RFC: Snappy shell

Loïc Minier loic.minier at ubuntu.com
Mon Jun 15 15:50:11 UTC 2015

User experience

When you SSH into a Snappy system, you currently end up on a shell prompt.
Wouldn’t it be great to actually land in Snappy itself?

Welcome to Snappy Ubuntu Core 15.04


How do I get started?

snappy# help


 <command> [<arg>...]

Available commands

 booted              Flag that rootfs booted successfully

 build               Builds a snap package (aliases: bu)

 config              Set configuration for an installed package.

[... edited for brievety...]

 shell               Start a shell

 update              Update all installed parts

 versions            (deprecated) please use "list"

Simple commands like install, update etc. work as expected:

snappy# info

release: ubuntu-core/15.04/stable

architecture: amd64

frameworks: webdm


snappy# list -v

Name          Date       Version Developer

ubuntu-core   2015-06-11 3       ubuntu*

webdm         2015-06-11 0.9     *

generic-amd64 2015-06-11 1.1.1   *

We should revisit some commands or aliases to have a friendlier, more
rewarding user experience, e.g. update could provide some output when no
update is available and entering a shell command like ls would hint at
using help:

snappy# update

System is up-to-date!

snappy# ls

No such command; “help” for a list of commands

Configuration is only possible for snaps that have the required hook and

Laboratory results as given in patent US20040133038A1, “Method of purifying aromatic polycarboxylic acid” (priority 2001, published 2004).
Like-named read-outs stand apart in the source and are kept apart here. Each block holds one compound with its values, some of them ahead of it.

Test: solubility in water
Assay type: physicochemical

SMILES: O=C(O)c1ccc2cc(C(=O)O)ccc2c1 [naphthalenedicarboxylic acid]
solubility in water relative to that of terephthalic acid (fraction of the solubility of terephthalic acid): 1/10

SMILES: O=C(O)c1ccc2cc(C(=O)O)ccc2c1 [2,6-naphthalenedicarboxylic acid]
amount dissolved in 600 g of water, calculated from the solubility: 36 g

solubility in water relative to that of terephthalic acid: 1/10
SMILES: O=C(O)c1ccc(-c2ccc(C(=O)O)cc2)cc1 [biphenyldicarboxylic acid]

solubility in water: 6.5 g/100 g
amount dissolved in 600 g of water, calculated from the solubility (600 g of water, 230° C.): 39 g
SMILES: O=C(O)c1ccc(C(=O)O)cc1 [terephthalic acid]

may be set manually by key or globally from an URL, and of course immutable
configs can’t be changed.

snappy# config

(config)# list

Name           Date       Version Developer

ubuntu-core    2015-06-11 3       ubuntu

config-example 2015-06-15 1.0.6   canonical

webdm          2015-06-11 0.9

(config)# config xkcd-webserver

No config found for this snap

(config)# config ubuntu-core

(ubuntu-core)# show

autopilot: true

timezone: Etc/UTC

hostname: localhost.localdomain

(ubuntu-core)# set autopilot false

Config set

(ubuntu-core)# exit

snappy# config config-example set -u

Config set

A new shell command is provided to start the default user’s interactive
shell or to run commands ( under “sh -c”).

Goals of snappy shell


   Deliver a slick console user experience as found when SSH-ing (or
   telnet-ing) into network equipments such as switches, routers, firewalls

   Allows restricting access to the shell while allowing for useful
   features such as update, install etc. (could be controlled by a new
   allowed-cli-commands ubuntu-core config or similar)

   Smoothes transition into a Comfy world where the regular rootfs becomes
   smaller and smaller.


This user experience would be delivered by the main “snappy” binary when
it’s launched as “snappy-cli” as the basename of argv[0]. If this feature
is not enabled by default, or from a shell, you would run “snappy cli” to
start an interactive snappy shell session. NB: cli is to avoid confusion
with the shell command to run a command or an interactive shell.

SSH integration could be done in multiple ways:


   integrate a SSH server in snappy itself; I don’t know how hard this is
   in go today; this might be a worthwhile exercise long-term to get a smaller

   configure SSH server and login to always start /bin/snappy-cli instead
   of the user’s shell, then lookup the user’s shell in the passwd database
   to run the preferred shell with “snappy shell”

   (preferred) configure the user’s shell to /bin/snappy-cli and create a
   new snappy-only ubuntu-core config for the preferred interactive shell
   (defaults to /bin/bash); drawback: this would be system-wide as we don’t
   have per-user configs

Questions? Comments? Pile on at:

Loïc Minier
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